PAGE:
General and administrative expense consists of personnel related costs (including salaries, bonuses, benefits, and stock-based compensation) for employees in our executive, finance, human resource and administrative departments, and fees for third-party professional services, including consulting, legal and accounting services. General and administrative expense also consists of non-recurring costs as part of our transition to a publicly traded company and includes fees paid to our financial advisors in connection with our Direct Listing. In addition, we allocate a portion of overhead costs, such as rent, IT costs, supplies, and depreciation and amortization, to general and administrative expense based on headcount. We expect to continue to invest in corporate infrastructure and incur additional expenses associated with transitioning to and operating as a public company, including expenses related to compliance and reporting obligations pursuant to the rules and regulations of the
SEC, and higher expenses for investor relations costs, professional services, and director and officer insurance.
Interest expense includes interest expense associated with our outstanding borrowings, undrawn fees associated with our credit facility, in-kind payments of interest on our convertible notes with related parties and amortization of our credit facility. Our convertible bonds with related parties converted into ordinary shares under the direct listing in
Sublease revenue includes revenue from a non-cancellable sublease agreement for one of our offices. The contract ended in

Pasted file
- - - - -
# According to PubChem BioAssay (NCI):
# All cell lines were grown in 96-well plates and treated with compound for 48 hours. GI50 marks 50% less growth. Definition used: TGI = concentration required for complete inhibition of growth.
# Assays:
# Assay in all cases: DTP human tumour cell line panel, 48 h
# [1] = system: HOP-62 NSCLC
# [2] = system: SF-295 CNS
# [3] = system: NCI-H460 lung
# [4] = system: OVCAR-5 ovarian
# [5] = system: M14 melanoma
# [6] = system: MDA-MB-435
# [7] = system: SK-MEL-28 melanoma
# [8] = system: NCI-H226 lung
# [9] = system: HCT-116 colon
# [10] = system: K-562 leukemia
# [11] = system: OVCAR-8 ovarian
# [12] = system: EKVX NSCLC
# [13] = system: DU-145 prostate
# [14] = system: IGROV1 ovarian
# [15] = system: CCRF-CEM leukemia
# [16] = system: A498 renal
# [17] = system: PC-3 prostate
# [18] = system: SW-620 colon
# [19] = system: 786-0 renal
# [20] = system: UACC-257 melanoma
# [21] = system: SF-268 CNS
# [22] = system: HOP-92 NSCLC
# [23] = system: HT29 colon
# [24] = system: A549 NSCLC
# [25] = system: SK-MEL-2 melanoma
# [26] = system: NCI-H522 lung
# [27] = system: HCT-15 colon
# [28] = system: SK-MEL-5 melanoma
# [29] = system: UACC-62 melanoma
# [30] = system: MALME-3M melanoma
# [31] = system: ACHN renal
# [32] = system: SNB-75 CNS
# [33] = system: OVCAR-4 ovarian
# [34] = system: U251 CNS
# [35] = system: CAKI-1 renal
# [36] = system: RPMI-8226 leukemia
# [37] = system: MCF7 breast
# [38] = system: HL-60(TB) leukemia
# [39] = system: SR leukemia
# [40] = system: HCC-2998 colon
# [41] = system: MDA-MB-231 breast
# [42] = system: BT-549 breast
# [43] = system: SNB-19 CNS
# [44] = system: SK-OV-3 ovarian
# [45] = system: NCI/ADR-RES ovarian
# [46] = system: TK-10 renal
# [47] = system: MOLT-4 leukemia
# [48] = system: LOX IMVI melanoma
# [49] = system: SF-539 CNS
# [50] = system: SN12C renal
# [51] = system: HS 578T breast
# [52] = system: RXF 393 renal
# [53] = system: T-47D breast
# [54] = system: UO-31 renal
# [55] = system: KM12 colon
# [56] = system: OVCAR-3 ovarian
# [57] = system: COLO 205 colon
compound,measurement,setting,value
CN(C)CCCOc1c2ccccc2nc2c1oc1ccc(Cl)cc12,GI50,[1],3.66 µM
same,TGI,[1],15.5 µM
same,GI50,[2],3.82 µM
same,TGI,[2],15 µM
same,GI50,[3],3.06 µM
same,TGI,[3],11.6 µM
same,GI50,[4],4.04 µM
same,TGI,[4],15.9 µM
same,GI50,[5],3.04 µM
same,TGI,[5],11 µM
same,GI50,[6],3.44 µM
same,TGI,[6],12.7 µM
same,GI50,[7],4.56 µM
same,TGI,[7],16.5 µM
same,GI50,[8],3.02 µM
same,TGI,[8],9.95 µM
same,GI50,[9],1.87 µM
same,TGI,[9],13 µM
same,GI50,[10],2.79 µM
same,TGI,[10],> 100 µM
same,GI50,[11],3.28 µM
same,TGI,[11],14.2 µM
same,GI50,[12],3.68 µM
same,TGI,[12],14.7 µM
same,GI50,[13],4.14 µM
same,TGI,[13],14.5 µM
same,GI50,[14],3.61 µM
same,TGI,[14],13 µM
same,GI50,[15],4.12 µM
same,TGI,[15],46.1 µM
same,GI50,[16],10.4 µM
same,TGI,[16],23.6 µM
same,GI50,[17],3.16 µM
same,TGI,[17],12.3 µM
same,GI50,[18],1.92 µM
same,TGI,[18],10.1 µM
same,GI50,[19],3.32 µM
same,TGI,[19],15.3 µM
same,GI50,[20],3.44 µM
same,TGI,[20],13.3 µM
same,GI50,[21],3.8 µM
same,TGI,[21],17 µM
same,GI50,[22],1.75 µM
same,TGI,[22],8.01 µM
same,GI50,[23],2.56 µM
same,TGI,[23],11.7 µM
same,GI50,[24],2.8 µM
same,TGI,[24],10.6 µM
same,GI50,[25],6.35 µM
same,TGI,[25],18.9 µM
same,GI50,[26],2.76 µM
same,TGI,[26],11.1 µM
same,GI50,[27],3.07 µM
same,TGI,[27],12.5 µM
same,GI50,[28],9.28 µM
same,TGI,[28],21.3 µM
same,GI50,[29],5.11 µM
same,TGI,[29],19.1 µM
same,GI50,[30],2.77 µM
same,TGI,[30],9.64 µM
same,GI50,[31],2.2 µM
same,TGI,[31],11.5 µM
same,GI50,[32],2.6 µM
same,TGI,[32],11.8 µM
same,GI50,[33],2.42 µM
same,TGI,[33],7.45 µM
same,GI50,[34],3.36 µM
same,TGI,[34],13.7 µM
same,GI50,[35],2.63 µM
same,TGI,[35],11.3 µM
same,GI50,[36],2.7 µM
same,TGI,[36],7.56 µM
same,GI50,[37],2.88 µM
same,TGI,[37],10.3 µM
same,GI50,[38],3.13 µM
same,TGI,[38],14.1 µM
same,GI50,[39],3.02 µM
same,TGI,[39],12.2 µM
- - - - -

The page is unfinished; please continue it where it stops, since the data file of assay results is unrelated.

Other income (expenses), net
Other income (expense) consists primarily of gains and losses from foreign currency exchange transactions. We have foreign currency exposure primarily related to personnel related expenses that are denominated in currencies other than the
U.S.Dollar, principally the Canadian Dollar, British Pound and the Israeli New Shekel.
Income tax expense (benefit)
We are subject to federal and state income taxes in
the United States. For the year ended December 31, 2020, our effective tax rate of (34)% differed from the U.S.federal statutory tax rate of 21% primarily due to the release of a valuation allowance previously maintained against net U.S.federal and state deferred tax assets. As a result of our earnings in 2020 and forecasted taxable income, we released our valuation allowance against our net deferred tax assets, which resulted in an income tax benefit for 2020. For the year ended December 31, 2021, our effective tax rate of 139% differed from the U.S.federal statutory tax rate of 21% primarily due to excess tax benefits relating to the exercise of stock-based compensation, partially offset by other permanent items such as our Direct Listing costs and officer compensation limitations.
A discussion regarding our financial condition and results of operations for fiscal year 2021 compared to fiscal year 2020 is presented below. A discussion regarding our financial condition and results of operations for fiscal year 2020 compared to fiscal year 2019 can be found in "Management's Discussion and Analysis of Financial Condition and Results of Operations" within our prospectus filed on
May 26, 2021pursuant to Rule 424(b)(4) dated May 14, 2021, under the Securities Act relating to the Registration Statement on Form S-1, as amended (File No. 333-255488), which is available free of charge on the SEC'swebsite at http://www.sec.gov. 54
-------------------------------------------------------------------------------- The following table sets forth our consolidated results of operations for each of the periods presented: Year Ended December 31, 2021 2020 (in thousands) Revenue(1)
$ 741,141 $ 418,142Cost of revenue(2) 79,614 54,163 Gross profit 661,527 363,979 Operating expenses Sales and marketing(2) 410,665 191,141 Research and development(2) 110,470 69,408 General and administrative(2)(3) 148,784
Total operating expenses 669,919